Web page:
The life of ida b wells an african american journalist

Wells was an African American journalist, editor, sociologist, suffragist and feminist activist.

The life of ida b wells an african american journalist

Lizzie Wells was a cook. He also attended public speeches and campaigned for local black candidates but never ran for office himself.

Early Career

Both of Ida's parents were active in the Republican Party during Reconstruction. Both of her parents and her infant brother Stanley died during that event, leaving her and her five other siblings orphaned. Wells would find a number of men who served as father figures later in her life, particularly newspaper editor Alfred Fromanteacher Theodore W.

Lott, and Josiah T. Settle with whom she boarded in and Somebody must show that the Afro-American race is more sinned against than sinning, and it seems to have fallen upon me to do so. Wells resisted this solution.

To keep her younger siblings together as a family, she found work as a teacher in a black elementary school. Her paternal grandmother, Peggy Wells, along with other friends and relatives, stayed with her siblings and cared for them during the week while Wells was away teaching.

this African-American journalist began crusading for racial justice after the lynching of three friends Ida B. Wells these laws were passed in the South to prevent white and black people from intermixing and to prevent blacks from achieving equality. On this date in , Ida Bell Wells-Barnett was born. She was an African American journalist, advocate of civil rights, women's rights, economic rights, and an anti-lynching crusader. Ida B. Wells-Barnett, the first of eight children, was born six months before the enactment of the Emancipation Proclamation. Watch video · Ida Bell Wells (July 16, to March 25, ), better known as Ida B. Wells, was an African-American journalist, abolitionist and feminist who led an anti-lynching crusade in the United States in the s.

Without this help, she would not have been able to keep her siblings together. This discrimination made her more interested in the politics of race and improving the education of black people.

InWells took three of her younger siblings to Memphis, Tennesseeto live with her aunt and to be closer to other family members. She also learned that she could earn higher wages there as a teacher than in Mississippi. Soon after moving, she was hired in Woodstock for the Shelby County school system.

She also attended Lemoyne-Owen Collegea historically black college in Memphis. She held strong political opinions and provoked many people with her views on women's rights. The year before, the Supreme Court had ruled against the federal Civil Rights Act of which had banned racial discrimination in public accommodations.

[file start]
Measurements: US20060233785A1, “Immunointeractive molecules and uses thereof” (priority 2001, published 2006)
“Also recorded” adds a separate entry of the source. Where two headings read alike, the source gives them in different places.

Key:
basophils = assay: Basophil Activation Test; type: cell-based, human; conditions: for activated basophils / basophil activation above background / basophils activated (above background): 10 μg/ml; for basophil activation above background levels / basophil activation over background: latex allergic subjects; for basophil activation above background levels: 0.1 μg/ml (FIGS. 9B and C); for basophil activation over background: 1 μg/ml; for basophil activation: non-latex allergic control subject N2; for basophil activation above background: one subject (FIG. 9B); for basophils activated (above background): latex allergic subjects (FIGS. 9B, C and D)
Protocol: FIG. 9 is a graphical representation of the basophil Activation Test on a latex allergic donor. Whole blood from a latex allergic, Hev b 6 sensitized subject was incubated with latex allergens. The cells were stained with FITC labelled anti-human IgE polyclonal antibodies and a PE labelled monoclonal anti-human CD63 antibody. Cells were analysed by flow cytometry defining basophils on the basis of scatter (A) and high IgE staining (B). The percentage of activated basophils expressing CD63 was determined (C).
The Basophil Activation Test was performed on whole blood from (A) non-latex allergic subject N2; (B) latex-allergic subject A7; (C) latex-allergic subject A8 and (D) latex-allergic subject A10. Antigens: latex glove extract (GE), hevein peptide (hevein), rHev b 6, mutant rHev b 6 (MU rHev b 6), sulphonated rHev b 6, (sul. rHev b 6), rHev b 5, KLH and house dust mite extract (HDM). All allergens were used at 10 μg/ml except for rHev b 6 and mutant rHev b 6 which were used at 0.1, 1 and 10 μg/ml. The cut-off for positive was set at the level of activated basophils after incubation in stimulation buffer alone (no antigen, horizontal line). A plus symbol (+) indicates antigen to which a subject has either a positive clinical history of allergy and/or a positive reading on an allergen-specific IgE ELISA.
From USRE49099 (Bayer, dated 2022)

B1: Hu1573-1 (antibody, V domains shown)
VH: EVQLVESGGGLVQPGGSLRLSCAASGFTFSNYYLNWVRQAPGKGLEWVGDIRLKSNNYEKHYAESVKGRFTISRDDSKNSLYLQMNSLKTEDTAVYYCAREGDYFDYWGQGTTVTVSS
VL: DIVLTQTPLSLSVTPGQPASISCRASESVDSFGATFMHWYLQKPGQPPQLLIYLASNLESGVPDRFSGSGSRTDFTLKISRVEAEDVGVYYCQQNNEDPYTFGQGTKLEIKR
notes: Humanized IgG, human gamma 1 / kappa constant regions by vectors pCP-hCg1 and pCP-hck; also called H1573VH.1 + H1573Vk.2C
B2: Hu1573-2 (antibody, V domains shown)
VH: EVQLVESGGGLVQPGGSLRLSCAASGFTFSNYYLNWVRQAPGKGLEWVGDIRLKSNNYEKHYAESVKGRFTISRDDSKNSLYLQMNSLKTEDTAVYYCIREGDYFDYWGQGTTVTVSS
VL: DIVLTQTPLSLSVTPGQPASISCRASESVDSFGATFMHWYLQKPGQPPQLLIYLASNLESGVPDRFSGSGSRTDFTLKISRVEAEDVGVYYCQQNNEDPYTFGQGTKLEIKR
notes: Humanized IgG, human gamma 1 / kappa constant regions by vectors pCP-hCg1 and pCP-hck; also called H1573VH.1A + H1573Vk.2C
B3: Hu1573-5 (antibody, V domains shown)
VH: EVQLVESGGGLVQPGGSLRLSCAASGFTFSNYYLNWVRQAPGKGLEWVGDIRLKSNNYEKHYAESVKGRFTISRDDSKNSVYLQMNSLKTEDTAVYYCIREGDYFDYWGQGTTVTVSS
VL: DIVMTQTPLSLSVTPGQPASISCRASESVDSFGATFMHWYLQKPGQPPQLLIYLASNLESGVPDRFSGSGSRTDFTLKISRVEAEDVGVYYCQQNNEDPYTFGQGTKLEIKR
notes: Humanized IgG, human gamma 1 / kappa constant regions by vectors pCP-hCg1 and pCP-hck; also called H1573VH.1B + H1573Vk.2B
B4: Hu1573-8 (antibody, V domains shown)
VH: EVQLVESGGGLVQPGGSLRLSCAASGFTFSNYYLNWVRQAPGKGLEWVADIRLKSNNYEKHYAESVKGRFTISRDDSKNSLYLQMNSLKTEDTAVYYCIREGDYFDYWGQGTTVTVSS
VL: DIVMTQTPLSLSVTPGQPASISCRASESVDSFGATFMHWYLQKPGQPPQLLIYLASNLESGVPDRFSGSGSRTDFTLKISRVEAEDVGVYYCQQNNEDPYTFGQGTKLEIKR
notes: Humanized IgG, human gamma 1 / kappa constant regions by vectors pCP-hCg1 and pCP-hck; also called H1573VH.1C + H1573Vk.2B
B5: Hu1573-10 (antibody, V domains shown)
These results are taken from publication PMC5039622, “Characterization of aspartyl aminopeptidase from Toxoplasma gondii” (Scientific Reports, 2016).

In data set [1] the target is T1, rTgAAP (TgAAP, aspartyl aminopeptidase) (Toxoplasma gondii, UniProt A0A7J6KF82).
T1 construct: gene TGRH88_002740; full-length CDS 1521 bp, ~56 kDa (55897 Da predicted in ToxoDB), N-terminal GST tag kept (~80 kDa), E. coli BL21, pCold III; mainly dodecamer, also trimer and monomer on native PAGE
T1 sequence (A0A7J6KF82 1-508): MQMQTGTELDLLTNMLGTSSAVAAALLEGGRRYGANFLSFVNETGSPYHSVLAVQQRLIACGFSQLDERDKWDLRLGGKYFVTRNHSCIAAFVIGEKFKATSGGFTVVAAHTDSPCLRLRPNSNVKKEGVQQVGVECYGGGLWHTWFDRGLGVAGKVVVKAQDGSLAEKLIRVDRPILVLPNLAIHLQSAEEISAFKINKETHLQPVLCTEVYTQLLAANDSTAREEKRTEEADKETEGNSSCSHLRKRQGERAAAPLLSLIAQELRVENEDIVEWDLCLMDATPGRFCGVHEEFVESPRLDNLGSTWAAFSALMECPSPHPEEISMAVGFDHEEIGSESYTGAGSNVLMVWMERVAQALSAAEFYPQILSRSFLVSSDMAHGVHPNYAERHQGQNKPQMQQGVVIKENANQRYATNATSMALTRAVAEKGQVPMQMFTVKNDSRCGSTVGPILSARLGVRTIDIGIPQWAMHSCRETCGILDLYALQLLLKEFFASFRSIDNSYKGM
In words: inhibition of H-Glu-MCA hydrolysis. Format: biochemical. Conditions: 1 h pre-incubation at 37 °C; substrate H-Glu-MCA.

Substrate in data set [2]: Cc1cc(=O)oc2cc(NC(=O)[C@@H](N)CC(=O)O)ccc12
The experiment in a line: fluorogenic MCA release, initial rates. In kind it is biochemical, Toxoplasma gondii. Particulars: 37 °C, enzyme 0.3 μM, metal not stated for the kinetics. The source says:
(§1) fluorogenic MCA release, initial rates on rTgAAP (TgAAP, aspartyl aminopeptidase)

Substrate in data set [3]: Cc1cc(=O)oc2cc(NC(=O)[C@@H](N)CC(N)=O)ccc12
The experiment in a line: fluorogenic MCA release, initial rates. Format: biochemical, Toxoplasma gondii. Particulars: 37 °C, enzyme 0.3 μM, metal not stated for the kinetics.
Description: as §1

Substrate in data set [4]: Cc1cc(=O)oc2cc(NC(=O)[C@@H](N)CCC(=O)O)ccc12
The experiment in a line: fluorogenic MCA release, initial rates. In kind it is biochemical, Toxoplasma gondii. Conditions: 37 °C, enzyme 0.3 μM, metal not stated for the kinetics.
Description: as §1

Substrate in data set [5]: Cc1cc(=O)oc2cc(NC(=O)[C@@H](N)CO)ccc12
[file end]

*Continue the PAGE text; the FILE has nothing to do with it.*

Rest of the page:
This verdict supported railroad companies that chose to racially segregate their passengers. When Wells refused to give up her seat, the conductor and two men dragged her out of the car.

Wells gained publicity in Memphis when she wrote a newspaper article for The Living Way, a black church weekly, about her treatment on the train.

In Memphis, she hired an African-American attorney to sue the railroad. When her lawyer was paid off by the railroad, [14] she hired a white attorney.

Ida B. Wells - Wikipedia

The railroad company appealed to the Tennessee Supreme Courtwhich reversed the lower court's ruling in It concluded, "We think it is evident that the purpose of the defendant in error was to harass with a view to this suit, and that her persistence was not in good faith to obtain a comfortable seat for the short ride.

Wells' reaction to the higher court's decision expressed her strong convictions on civil rights and religious faith, as she responded: O God, is there noIda Bell Wells-Barnett, more commonly known as Ida B. Wells, was an African American journalist, newspaper editor, suffragist, sociologist, feminist, Geologist, and an .

Ida B Wells-Barnett was an African American journalist and pioneering civil rights activist who was born into slavery, orphaned at 16 and refused to give up her seat on a segregated train 70 years. On this date in , Ida Bell Wells-Barnett was born.

Early Life And Education

She was an African American journalist, advocate of civil rights, women's rights, economic rights, and an anti-lynching crusader. Ida B. Wells-Barnett, the first of eight children, was born six months before the enactment of the Emancipation Proclamation.

Ida Bell Wells-Barnett best known as Ida B. Wells was an African American journalist, editor, sociologist, suffragist and feminist activist.

Born on July 16, , she was an influential leader of the Civil Rights Movement. Watch video · Ida Bell Wells (July 16, to March 25, ), better known as Ida B.

The life of ida b wells an african american journalist

Wells, was an African-American journalist, abolitionist and feminist who led an anti-lynching crusade in the United States in the s. Ida B. Wells Biography, Life, Interesting Facts. Ida Bell Wells-Barnett best known as Ida B. Wells was an African American journalist, editor, sociologist, suffragist and feminist activist.

Born on July 16, , she was an influential leader of the Civil Rights benjaminpohle.com , he became one of the founders of the National Association for the .

Ida B. Wells Biography, Life, Interesting Facts